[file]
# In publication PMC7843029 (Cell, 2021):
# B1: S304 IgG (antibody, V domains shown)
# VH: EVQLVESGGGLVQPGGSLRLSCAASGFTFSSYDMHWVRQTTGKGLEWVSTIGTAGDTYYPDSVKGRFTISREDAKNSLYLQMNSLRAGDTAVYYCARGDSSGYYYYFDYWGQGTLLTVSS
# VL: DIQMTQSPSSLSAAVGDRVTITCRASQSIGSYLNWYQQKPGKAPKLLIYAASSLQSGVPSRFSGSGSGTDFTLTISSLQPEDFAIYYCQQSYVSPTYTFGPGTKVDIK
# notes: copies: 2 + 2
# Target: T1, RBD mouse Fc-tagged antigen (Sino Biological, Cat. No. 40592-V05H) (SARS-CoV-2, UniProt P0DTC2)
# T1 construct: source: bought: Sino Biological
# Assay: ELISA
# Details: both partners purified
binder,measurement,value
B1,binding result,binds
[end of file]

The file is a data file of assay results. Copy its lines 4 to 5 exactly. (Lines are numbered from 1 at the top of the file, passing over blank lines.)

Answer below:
# VL: DIQMTQSPSSLSAAVGDRVTITCRASQSIGSYLNWYQQKPGKAPKLLIYAASSLQSGVPSRFSGSGSGTDFTLTISSLQPEDFAIYYCQQSYVSPTYTFGPGTKVDIK
# notes: copies: 2 + 2